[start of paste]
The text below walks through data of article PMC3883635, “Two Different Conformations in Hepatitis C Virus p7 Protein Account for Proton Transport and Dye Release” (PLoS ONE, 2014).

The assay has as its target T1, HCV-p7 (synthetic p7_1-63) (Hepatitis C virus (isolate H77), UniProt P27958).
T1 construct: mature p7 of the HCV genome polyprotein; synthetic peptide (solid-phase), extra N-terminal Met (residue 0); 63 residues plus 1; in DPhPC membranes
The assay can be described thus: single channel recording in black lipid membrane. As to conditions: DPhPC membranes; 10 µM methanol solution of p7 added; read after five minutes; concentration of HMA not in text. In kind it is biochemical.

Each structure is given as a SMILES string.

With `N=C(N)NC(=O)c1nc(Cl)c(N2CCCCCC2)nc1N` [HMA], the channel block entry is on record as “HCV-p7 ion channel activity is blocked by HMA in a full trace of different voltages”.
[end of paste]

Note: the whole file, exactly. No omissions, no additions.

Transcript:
The text below walks through data of article PMC3883635, “Two Different Conformations in Hepatitis C Virus p7 Protein Account for Proton Transport and Dye Release” (PLoS ONE, 2014).

The assay has as its target T1, HCV-p7 (synthetic p7_1-63) (Hepatitis C virus (isolate H77), UniProt P27958).
T1 construct: mature p7 of the HCV genome polyprotein; synthetic peptide (solid-phase), extra N-terminal Met (residue 0); 63 residues plus 1; in DPhPC membranes
The assay can be described thus: single channel recording in black lipid membrane. As to conditions: DPhPC membranes; 10 µM methanol solution of p7 added; read after five minutes; concentration of HMA not in text. In kind it is biochemical.

Each structure is given as a SMILES string.

With `N=C(N)NC(=O)c1nc(Cl)c(N2CCCCCC2)nc1N` [HMA], the channel block entry is on record as “HCV-p7 ion channel activity is blocked by HMA in a full trace of different voltages”.